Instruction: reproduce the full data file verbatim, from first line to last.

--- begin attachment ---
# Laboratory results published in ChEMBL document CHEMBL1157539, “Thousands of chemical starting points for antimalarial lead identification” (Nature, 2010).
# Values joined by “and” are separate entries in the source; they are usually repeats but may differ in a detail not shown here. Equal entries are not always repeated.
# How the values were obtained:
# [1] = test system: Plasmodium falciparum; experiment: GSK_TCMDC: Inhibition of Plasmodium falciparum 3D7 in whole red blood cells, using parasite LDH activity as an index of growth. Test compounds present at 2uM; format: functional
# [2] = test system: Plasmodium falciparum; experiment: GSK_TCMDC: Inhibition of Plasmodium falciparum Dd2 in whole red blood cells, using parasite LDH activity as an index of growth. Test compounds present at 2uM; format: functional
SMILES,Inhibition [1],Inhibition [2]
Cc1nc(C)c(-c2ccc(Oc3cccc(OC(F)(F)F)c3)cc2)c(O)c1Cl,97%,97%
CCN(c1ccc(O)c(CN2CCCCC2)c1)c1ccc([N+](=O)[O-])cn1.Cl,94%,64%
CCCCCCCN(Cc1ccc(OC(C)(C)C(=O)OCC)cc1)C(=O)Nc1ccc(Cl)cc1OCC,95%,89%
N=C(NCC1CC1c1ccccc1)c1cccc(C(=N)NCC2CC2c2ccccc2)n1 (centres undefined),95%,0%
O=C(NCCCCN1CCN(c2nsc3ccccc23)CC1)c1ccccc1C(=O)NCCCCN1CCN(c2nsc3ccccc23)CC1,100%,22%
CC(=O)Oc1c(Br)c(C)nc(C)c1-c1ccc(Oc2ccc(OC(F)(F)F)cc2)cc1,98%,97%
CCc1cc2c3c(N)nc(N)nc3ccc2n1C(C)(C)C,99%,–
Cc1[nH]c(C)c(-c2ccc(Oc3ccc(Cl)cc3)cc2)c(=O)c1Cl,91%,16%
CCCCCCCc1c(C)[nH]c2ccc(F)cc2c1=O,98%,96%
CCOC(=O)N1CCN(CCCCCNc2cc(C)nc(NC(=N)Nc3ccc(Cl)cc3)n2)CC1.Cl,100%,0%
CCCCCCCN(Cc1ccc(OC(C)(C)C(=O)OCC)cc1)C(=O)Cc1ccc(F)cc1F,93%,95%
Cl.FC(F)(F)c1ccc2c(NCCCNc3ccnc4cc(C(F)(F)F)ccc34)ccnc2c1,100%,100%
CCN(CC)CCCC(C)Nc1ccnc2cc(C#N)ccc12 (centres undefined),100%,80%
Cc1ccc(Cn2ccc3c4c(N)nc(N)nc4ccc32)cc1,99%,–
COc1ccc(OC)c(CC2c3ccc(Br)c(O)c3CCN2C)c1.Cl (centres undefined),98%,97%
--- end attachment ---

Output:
# Laboratory results published in ChEMBL document CHEMBL1157539, “Thousands of chemical starting points for antimalarial lead identification” (Nature, 2010).
# Values joined by “and” are separate entries in the source; they are usually repeats but may differ in a detail not shown here. Equal entries are not always repeated.
# How the values were obtained:
# [1] = test system: Plasmodium falciparum; experiment: GSK_TCMDC: Inhibition of Plasmodium falciparum 3D7 in whole red blood cells, using parasite LDH activity as an index of growth. Test compounds present at 2uM; format: functional
# [2] = test system: Plasmodium falciparum; experiment: GSK_TCMDC: Inhibition of Plasmodium falciparum Dd2 in whole red blood cells, using parasite LDH activity as an index of growth. Test compounds present at 2uM; format: functional
SMILES,Inhibition [1],Inhibition [2]
Cc1nc(C)c(-c2ccc(Oc3cccc(OC(F)(F)F)c3)cc2)c(O)c1Cl,97%,97%
CCN(c1ccc(O)c(CN2CCCCC2)c1)c1ccc([N+](=O)[O-])cn1.Cl,94%,64%
CCCCCCCN(Cc1ccc(OC(C)(C)C(=O)OCC)cc1)C(=O)Nc1ccc(Cl)cc1OCC,95%,89%
N=C(NCC1CC1c1ccccc1)c1cccc(C(=N)NCC2CC2c2ccccc2)n1 (centres undefined),95%,0%
O=C(NCCCCN1CCN(c2nsc3ccccc23)CC1)c1ccccc1C(=O)NCCCCN1CCN(c2nsc3ccccc23)CC1,100%,22%
CC(=O)Oc1c(Br)c(C)nc(C)c1-c1ccc(Oc2ccc(OC(F)(F)F)cc2)cc1,98%,97%
CCc1cc2c3c(N)nc(N)nc3ccc2n1C(C)(C)C,99%,–
Cc1[nH]c(C)c(-c2ccc(Oc3ccc(Cl)cc3)cc2)c(=O)c1Cl,91%,16%
CCCCCCCc1c(C)[nH]c2ccc(F)cc2c1=O,98%,96%
CCOC(=O)N1CCN(CCCCCNc2cc(C)nc(NC(=N)Nc3ccc(Cl)cc3)n2)CC1.Cl,100%,0%
CCCCCCCN(Cc1ccc(OC(C)(C)C(=O)OCC)cc1)C(=O)Cc1ccc(F)cc1F,93%,95%
Cl.FC(F)(F)c1ccc2c(NCCCNc3ccnc4cc(C(F)(F)F)ccc34)ccnc2c1,100%,100%
CCN(CC)CCCC(C)Nc1ccnc2cc(C#N)ccc12 (centres undefined),100%,80%
Cc1ccc(Cn2ccc3c4c(N)nc(N)nc4ccc32)cc1,99%,–
COc1ccc(OC)c(CC2c3ccc(Br)c(O)c3CCN2C)c1.Cl (centres undefined),98%,97%